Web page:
“Being able to have platforms that actually respond to the way that we [Millennials] communicate now with emojis, memes, and gifs, I think that’s one way to be able to create that rich experience,” says Delgado. “It’s still business talk, but then it’s a more meaningful business talk.”
Significant Disruption: Experience Over Goods
Let’s bring this into context. Statistics indicate that the Millennial generation’s median age to marry is 30, up from 23 in the 1970s. Traditions for soon-to-be wed couples includes building a wedding registry where wedding guests can pick from and purchase a new appliance for the happy couple — a toaster, a new china set, maybe even a piece of furniture.
“Millennials are more likely to be established and living on their own prior to marriage, therefore they are more likely to own home items that would traditionally be on a registry,” says blogger Keith Sly of the restaurant The Manor, a popular venue in West Orange, New Jersey that has hosted weddings since the 1950s. “Millennials tend to value experiences and so it’s common for a registry to include concert tickets or tickets to a coffee convention.”
I have been invited to handfuls of weddings just this past year. Being in the median age of the Millennial generation myself, I see this shift first-hand — not to mention; I fully embrace it. I don’t get the couple a gift chosen from a long list of registered items at Bed, Bath, and Beyond or snag them the latest dinnerware from Macy’s — most couples I know don’t include a registry notification on their digital invites. I contribute to their honeymoon through Honeyfunds, for example — paying for a massage in the French countryside or buying them tickets to the opera, a sporting event at their destination, or a guided tour. That way, as the guest, I feel like I can be a part of their experience rather than an item that likely collects more dust than use over time. As the couple, the honeymoon is one less expense they have to worry about.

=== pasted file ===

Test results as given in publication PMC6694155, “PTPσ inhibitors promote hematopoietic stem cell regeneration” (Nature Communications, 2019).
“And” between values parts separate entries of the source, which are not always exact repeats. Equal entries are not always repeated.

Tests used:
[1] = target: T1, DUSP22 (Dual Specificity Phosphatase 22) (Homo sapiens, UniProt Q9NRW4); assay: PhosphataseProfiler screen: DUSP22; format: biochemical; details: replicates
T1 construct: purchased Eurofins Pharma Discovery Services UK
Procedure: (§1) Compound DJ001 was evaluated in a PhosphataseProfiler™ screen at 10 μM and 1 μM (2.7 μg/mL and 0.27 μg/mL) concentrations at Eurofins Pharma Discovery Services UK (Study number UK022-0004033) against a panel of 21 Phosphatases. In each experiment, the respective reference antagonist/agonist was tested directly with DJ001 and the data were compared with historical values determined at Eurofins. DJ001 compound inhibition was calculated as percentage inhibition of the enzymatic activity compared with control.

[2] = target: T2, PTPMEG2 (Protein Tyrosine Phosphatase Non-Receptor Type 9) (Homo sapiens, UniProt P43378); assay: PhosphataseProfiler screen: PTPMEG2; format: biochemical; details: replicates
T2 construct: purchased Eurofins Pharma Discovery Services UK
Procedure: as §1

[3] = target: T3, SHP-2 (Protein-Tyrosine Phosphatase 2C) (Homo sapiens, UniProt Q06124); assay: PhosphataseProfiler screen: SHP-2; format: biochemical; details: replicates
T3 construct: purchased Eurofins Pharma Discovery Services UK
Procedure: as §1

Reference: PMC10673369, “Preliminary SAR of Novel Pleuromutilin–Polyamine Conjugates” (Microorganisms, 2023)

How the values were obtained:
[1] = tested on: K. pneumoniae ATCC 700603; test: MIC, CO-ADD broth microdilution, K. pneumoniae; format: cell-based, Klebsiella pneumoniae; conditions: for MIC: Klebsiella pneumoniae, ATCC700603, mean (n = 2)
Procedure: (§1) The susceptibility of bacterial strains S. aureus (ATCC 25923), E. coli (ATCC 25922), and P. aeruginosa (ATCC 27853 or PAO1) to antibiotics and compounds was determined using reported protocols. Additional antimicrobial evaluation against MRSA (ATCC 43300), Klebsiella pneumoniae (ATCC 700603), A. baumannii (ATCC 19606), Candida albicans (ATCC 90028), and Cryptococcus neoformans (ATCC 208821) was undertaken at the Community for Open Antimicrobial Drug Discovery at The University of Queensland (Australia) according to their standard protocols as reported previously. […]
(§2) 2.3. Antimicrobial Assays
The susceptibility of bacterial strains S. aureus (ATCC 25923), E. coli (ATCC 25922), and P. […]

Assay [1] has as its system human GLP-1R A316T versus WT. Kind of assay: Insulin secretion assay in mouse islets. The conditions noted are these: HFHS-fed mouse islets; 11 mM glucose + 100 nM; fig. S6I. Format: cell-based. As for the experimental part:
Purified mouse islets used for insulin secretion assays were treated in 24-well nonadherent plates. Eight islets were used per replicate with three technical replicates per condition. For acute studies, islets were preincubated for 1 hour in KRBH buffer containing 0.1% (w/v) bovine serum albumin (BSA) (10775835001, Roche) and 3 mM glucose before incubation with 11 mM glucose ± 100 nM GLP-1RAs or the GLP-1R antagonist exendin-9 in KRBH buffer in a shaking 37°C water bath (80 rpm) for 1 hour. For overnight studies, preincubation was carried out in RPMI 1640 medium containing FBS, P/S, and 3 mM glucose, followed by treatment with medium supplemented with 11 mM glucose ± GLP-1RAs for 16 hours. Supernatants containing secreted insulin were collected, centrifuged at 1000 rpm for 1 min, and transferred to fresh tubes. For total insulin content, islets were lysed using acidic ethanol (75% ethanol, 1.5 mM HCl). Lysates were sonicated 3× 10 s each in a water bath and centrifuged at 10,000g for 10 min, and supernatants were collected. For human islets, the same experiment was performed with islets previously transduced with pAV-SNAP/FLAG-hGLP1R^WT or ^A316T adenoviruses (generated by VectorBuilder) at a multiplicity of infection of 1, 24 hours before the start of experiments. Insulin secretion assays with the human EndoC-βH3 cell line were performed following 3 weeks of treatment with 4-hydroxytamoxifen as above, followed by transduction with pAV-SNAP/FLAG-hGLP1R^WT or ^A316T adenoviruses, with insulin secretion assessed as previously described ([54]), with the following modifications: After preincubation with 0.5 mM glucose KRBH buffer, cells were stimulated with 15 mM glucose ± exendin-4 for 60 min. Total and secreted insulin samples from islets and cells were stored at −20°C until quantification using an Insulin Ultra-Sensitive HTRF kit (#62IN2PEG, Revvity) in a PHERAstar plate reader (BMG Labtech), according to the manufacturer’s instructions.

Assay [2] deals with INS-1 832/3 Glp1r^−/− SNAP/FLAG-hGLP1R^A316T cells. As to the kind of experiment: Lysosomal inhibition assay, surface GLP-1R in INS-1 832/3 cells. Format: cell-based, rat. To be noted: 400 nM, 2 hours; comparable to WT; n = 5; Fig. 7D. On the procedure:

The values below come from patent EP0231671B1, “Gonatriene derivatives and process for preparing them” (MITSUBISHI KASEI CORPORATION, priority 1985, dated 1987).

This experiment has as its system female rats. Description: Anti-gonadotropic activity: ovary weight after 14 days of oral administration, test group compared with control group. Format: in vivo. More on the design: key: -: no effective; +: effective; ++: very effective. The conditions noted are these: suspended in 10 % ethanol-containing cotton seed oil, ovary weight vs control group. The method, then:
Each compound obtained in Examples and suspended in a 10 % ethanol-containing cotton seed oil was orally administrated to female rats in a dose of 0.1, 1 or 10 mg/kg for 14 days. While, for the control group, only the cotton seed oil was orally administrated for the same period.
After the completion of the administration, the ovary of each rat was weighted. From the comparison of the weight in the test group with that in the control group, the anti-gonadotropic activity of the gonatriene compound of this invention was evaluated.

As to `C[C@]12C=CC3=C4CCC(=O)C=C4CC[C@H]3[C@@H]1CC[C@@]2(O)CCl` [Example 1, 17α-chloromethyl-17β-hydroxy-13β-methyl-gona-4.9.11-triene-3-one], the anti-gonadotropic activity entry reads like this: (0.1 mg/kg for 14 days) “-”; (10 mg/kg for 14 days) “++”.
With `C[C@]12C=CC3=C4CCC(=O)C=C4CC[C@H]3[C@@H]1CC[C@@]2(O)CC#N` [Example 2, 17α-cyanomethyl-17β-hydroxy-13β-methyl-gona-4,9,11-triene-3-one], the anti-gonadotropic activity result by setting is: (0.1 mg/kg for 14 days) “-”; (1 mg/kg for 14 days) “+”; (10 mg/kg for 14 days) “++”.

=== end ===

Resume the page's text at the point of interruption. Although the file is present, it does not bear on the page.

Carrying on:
To second Sly’s commentary, statistics on this generation’s buying habits trigger significant change for companies to meet their needs and expectations.
For Businesses, Experience Should Be Controlled by Marketing
Yes, despite what level of experience a company offers, there needs to be a great product. But, if you’re reading this post, that’s not the issue you’re facing. You’re seeking ways to improve the experience you offer.
Research suggests that it takes nearly a dozen positive experiences to remedy one unresolved negative experience. And those negative experiences tend to have the loudest voices with the easiest and fastest outlets to spread said anger and discontent — social media.
Marketing leaders at your organization should be sitting down regularly to adjust their quarterly strategies throughout the funnel — from brand awareness and acquisition, onboarding, adoption, growth and renewal. Throughout that entire journey, customer experience should be paramount.
“There are many opportunities to influence customer experiences,” says Brian Solis, Principal Analyst at Altimeter Group and author of X: The Experience When Business Meets Design. “It starts with understanding how, when and why customers are engaging with your brand, then finding ways to create new value with every interaction.”
I’d like to emphasize every interaction. When you go to a dinner party, you don’t expect your hosts only to greet you when you first arrive; you expect them to wine and dine you throughout the night, so you leave with a good experience. It’s no different when marketing sends messages, campaigns, and advertisements to your prospects and customers.
When positioned correctly and communicated using the right means for your target audience, you will see favorable results from “selling” an experience that is in tandem with your product or service.
If you need the inspiration to get started, just think of the best and worst times you’ve had with companies, make a trusty pros and cons list and book a meeting with the leaders of your organization to hit the ground running. Make sure to include marketing in that conversation.